I thought that today’s simulation made for an interesting comparison to what happens between cultures in real life. I was a Hokie, and when we visited Helotia, Lily and I felt excluded and weren’t able to interact with the Heelots. When the Heelot’s visited us, we felt disrespected and were forced to exile them, which caused conflict. If both groups had tried to be more understanding, then we would have been able to interact and trade tokens much more easily.
This idea can be applied to real life as well. Unless cultures try to learn about and understand other cultures of the world, interaction will become extremely difficult, causing conflict, especially in political matters, such as war. For example, if one country does not want to go to war with another country, but they send a close-minded delegate to the country, negotiations become nearly impossible. In addition, conflicted cultural relationships would certainly affect the economy, resulting in a lack of international trade.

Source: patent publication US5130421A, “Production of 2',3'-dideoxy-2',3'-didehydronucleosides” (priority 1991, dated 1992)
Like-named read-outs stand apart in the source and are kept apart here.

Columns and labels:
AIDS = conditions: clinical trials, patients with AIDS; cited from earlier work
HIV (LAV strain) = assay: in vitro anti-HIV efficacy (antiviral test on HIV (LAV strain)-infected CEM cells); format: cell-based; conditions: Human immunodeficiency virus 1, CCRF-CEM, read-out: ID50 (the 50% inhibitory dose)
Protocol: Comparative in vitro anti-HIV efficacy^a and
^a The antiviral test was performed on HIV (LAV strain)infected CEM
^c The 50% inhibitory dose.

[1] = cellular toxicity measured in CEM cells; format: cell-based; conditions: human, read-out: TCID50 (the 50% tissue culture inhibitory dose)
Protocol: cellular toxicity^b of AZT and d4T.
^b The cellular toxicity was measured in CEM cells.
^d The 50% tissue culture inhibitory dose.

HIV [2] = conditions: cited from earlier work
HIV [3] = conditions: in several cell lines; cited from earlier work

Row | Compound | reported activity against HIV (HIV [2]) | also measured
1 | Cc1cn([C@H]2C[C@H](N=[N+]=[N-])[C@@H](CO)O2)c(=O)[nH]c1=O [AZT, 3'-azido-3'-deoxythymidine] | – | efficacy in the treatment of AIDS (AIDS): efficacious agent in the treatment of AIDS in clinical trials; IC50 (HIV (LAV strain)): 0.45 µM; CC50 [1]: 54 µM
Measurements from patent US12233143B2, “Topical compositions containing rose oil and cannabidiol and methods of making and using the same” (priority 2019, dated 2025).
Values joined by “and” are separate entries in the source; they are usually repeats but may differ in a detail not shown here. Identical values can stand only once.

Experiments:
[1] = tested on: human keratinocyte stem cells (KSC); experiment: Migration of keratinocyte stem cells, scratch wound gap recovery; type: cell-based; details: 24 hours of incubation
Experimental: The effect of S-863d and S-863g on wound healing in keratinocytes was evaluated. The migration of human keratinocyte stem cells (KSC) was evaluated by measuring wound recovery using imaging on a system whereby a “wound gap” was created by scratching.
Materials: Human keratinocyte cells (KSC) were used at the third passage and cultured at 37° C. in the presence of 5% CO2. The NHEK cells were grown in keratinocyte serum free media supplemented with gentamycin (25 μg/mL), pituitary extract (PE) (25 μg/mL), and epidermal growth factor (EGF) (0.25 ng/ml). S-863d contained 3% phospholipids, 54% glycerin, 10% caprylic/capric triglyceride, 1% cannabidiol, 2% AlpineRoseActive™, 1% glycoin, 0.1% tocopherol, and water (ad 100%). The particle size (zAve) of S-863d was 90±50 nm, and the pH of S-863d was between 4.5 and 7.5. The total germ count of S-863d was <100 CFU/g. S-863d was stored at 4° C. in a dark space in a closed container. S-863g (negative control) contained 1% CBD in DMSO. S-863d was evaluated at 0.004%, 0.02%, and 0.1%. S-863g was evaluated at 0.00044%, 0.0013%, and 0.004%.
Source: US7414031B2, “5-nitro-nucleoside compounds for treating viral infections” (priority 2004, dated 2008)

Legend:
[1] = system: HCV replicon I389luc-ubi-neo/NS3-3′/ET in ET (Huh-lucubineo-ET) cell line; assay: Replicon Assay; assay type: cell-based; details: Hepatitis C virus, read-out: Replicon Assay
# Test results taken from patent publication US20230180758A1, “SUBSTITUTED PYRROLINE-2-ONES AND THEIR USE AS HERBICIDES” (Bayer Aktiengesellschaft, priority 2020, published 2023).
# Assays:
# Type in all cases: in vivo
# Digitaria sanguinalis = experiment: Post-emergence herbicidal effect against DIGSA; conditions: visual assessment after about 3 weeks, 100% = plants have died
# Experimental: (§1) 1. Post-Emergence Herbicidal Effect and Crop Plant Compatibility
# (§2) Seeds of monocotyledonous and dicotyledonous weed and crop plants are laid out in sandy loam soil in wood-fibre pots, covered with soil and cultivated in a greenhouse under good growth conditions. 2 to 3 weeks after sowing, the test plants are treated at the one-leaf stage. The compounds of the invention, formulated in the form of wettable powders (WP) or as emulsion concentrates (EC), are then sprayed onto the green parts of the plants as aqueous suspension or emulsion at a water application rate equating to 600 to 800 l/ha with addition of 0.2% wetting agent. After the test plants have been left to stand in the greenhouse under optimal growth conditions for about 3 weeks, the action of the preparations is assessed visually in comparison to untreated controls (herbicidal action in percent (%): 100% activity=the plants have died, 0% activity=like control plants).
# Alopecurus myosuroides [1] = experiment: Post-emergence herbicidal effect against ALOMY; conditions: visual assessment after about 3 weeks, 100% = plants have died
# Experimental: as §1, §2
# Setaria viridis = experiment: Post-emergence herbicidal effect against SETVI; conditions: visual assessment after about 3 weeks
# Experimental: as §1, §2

Cultures need to learn and understand each other or else they will become cut off and lack variety. Cultures should understand that a visitor may not completely understand all their customs, and should make exceptions. However, the visitor should make a large effort in trying to immerse him/herself in the other culture. In conclusion, this simulation shows that in order for one to become a more diverse and inter-cultural global citizen, all parties need to make an effort towards trying to understand each other.